San Francisco has a vibrant, unique personality, attracting tourists from all over the world who like to get dim sum in the second largest Chinatown in all of America, take iconic pictures next to the Golden Gate Bridge, visit the infamous prison of Alcatraz Island, and much more. But for a city with such individuality that distinguishes itself from other major cities, it is also known for many determining characteristics, more than enough to just be a tourist hot spot and instead, a popular living destination.
Within the interconnected districts of San Francisco, there are even smaller, more defined neighborhoods that are rich with their own independent culture which are important to keep in mind when choosing where to live. Each neighborhood has a different price point, demographic, scene of nightlife, and reputation. With the current housing crisis making affordable housing rare, Homeshare provides a solution of finding a cheap but luxurious room through their wide selection of SF neighborhoods like Dogpatch, SoMa, Civic Center, and more.
See the pros and cons of each one below and find your own SF neighborhood that fits your lifestyle.
In the hustle and bustle of SF’s financial district, some can find a home. Expect to be surrounded by some of the best eateries and steps away from luxury shops at Union Square and the Ferry Building marketplace. Enjoy the skyscrapers and city-wide views, but beware of super populated streets and city noise of road-rage drivers at 5PM!
Famously being one of the first gay neighborhoods in SF, there are a lot of LGBTQ+ residents as well as a nice mix of places to eat and drink. In the district, Castro Theater ranks high on San Francisco’s landmark as a historic movie palace. You will also find a low population of homeless in the Castro.
Presidio/Richmond is one of the most popular neighborhoods to live in. It must be the cheaper cost of living, great restaurants, easy transit location in between the Golden Gate area and the Presidio! On Saturday nights, you will find the streets of Inner Richmond busy with locals who are looking to unwind and enjoy what the city has to offer.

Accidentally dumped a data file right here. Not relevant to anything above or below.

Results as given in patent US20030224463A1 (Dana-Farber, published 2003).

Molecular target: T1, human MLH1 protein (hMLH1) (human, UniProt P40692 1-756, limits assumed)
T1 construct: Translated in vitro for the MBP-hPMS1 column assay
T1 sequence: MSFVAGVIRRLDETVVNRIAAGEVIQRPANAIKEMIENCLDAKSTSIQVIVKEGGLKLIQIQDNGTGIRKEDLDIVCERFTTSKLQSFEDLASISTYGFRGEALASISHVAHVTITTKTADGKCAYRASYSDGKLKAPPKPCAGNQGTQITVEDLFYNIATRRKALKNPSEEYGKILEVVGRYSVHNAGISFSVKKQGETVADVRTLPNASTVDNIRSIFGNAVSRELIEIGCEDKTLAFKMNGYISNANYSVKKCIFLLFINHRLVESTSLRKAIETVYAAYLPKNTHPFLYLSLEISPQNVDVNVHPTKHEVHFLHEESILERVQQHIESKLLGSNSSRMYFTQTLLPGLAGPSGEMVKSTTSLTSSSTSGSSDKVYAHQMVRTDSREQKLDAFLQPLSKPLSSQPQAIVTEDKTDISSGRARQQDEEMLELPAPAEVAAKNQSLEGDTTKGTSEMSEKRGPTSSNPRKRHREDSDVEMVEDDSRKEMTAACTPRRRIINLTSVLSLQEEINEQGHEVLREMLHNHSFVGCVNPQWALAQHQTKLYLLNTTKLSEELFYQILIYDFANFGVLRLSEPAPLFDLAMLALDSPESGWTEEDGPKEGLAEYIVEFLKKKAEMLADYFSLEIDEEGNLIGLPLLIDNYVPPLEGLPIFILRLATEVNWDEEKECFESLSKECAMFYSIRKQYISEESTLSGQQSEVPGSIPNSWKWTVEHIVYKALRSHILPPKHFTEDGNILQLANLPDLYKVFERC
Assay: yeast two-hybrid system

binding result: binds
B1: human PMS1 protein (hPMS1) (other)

The Inn at the Presidio is historic and often appears on “top 10” lists. If you’re fortunate to be staying near the Presidio, make sure to enjoy an afternoon or evening there.
The Mission is the heart of San Francisco’s Latino and Hispanic culture, with more restaurants and art venues than you can count. There are also excellent views of downtown San Francisco, particularly from the popular Dolores Park. Easily SF’s most popular neighborhood thanks to the sunshine and bar scene, the Mission is also at the heart of almost every housing development and gentrification debate.
Hispanic families; blue-collar workers; hipsters; tech workers; 20-somethings tend to be the main demographic of people in the Mission District.
SoMA is one of the best districts to live in if you are looking for a strong vibe and culture. In SOMA, you can access to all nice restaurants, nice square, and it’s close to Mission. The only downside is that there aren’t that many friendly parks.
SoMa used to be warehouses and seediness; now it’s charmless loft apartments and startups. Still, it is home to the Giants and there are some great food and drink options. During the week, anyway. Truthfully, this neighborhood is hard to define because it’s so sprawling.
Most people that stay in SOMA are tech junkies as well!
Great place to live if you love sunny weather. Lots of hills, which can be a downside if you don’t like walking, or a positive if you are into fitness (hey that new Fitbit commercial was filmed here). Amazingly, has two of the most famous punk rock venues (Thee Parkside and Bottom of the Hill), and the Anchor Steam brewery tour is one of the best (though waiting list is months long). With all the Dogpatch/Mission Bay construction going on, there are lots of new wine bars and restaurants popping up. Getting a taxi used to be a problem because of less foot traffic than the Mission or say, North Beach, but Uber was the most recent solution. Easy access to southbound 101/280.